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And then, we thought it might be Warcraft. Warcraft could be the oneWarcraft might be the first video game to make a good movie. World of Warcraft is a game that millions play, and likely has enough in-game lore to scratch out an interesting film. One would expect that  But critically, it panned.

Assassin’s Creed is up next. Set to debut in December of this year, the film will do the bold thing of taking the general ideas and mythology of the series, but focusing on an original character written just for this movie. This, I believe, is likely a step in the right direction. The idea at the core of the Assassin’s Creed series, which, for those who don’t know, is people traveling back in time to live the past lives of their ancestors, both of whom are involved in a great overarching conflict against a group called the Templars, who desire to control humanity.

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An executive producer stated recently that the movie would take place 35% in the history component of the game, and 65% in the technologically advanced future. This ruffled a few feathers, and I can understand why. I remember when the original Assassin’s Creed came out. I never played through it, since I didn’t own an XBox at the time, but everyone was talking about it, and it sounded so cool. It was a game where you played as an assassin during the Crusades and had to be stealthy and kill people! That seemed so awesome! And then when I found out that half the game took place in the future and that the Assassin was really just a time traveler, it seemed to cheapen it a little bit. But then again, that was the perspective of someone who hadn’t played the game, so I suppose I can’t truly know, but when the executive producer made that comment about 65% of the movie taking place in the future, most of the fans seemed to hold the same opinion.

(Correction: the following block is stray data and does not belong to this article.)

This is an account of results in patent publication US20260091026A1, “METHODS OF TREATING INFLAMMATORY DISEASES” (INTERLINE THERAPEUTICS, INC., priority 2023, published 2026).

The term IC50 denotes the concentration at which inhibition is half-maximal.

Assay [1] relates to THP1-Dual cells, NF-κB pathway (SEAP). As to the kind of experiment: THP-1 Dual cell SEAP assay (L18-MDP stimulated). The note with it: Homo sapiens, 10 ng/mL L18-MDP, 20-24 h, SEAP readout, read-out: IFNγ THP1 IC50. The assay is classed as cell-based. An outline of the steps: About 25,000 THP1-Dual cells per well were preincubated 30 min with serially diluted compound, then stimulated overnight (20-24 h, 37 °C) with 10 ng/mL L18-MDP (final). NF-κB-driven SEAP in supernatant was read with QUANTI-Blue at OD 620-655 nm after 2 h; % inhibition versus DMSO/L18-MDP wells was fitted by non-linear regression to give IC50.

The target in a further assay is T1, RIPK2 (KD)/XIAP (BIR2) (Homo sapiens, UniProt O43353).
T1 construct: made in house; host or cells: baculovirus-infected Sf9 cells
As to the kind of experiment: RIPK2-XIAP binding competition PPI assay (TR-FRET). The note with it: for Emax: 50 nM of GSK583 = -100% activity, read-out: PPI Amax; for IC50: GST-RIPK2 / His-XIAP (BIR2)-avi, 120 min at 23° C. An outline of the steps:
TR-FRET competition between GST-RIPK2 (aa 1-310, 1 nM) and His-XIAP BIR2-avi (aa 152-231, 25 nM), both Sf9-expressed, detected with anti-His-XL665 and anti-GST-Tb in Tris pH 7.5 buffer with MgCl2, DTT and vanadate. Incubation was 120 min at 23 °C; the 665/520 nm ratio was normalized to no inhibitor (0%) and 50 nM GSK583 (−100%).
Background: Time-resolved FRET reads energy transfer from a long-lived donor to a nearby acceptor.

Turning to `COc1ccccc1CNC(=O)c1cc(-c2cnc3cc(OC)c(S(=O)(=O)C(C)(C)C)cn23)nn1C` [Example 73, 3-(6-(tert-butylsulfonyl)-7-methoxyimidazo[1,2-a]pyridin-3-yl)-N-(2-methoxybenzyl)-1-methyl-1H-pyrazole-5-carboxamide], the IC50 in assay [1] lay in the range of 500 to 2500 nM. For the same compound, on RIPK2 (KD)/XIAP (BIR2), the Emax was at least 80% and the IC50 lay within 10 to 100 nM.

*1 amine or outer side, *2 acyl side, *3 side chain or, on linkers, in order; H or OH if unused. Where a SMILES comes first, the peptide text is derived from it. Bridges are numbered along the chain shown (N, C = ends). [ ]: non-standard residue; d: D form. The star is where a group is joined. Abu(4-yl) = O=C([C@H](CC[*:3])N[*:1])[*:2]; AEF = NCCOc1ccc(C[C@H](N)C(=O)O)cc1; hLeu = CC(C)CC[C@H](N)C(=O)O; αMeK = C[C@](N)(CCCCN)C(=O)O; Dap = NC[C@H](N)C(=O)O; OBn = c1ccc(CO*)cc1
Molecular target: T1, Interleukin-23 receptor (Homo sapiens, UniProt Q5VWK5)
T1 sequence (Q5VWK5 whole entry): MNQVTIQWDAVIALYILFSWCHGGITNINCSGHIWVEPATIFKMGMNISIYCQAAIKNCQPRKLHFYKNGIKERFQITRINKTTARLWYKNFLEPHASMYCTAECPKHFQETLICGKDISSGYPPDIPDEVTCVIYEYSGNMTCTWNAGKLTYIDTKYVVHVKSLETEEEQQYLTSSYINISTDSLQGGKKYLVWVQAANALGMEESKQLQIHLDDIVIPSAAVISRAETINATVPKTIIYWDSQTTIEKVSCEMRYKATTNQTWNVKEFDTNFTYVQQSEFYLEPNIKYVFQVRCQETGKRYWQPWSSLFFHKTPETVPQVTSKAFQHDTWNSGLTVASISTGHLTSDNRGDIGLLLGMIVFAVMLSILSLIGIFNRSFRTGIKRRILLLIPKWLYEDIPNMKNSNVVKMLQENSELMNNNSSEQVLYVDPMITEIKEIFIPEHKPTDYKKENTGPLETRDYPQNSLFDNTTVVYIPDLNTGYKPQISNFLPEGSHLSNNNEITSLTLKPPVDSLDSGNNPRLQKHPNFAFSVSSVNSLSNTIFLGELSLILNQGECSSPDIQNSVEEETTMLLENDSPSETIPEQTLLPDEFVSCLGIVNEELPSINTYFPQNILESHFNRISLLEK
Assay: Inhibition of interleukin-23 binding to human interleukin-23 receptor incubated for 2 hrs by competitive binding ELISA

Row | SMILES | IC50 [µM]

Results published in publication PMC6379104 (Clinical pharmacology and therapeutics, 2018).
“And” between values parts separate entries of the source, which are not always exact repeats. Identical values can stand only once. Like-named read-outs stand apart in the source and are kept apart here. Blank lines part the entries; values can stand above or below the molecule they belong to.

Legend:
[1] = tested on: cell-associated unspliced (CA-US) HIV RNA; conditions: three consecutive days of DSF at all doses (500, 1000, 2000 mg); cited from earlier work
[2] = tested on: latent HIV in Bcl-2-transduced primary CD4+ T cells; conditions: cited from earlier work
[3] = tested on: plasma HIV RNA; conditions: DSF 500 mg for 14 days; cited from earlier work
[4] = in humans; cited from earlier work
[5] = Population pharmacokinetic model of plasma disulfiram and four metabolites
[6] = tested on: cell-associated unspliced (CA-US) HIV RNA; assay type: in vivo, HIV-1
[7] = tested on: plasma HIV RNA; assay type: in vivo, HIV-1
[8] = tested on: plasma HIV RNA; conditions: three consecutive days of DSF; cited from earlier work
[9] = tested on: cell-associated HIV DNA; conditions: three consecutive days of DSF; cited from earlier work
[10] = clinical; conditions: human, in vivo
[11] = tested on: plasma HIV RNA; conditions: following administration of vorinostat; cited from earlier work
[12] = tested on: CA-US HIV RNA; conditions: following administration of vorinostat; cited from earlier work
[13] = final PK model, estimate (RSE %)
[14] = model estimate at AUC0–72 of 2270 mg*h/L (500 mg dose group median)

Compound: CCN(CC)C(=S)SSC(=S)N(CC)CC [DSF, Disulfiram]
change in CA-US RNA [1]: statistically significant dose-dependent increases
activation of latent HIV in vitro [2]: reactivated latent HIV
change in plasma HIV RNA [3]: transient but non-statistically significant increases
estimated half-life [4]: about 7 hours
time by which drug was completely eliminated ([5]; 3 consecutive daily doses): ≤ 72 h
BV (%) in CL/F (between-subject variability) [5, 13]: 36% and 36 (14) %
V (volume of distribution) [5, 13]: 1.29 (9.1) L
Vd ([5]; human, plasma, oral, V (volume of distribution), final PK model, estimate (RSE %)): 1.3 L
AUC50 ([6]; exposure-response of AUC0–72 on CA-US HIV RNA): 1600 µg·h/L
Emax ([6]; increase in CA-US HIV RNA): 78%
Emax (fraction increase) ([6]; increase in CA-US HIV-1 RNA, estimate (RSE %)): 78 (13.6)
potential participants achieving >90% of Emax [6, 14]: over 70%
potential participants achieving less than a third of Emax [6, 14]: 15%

Then, next year, we’ll have a movie adaptation of Uncharted. For those who don’t know, Uncharted is a series of acclaimed PlayStation games in the action-adventure genre, in which players play as Nathan Drake, a treasure hunter. The game plays like a movie, feeling like a combination of Indiana Jones and Jason Bourne. The action sequences are cinematic and exciting. While I think Assassin’s Creed could be decent, I think Uncharted will be the first one to be good.


What do you guys think? Will Assassin’s Creed be any good? What game do you think would be best to adapt into a movie? Personally, I think that Bioshock: Infinite could make a great film.



I would also like to say that my heart goes out to the victims and families of the tragedy in Orlando. What happened is truly sickening. I have nothing to say about the tragedy that hasn’t been said before, but I hope and pray that it will never happen again.


4 thoughts on “A Brief History of Movies adapted from Video Games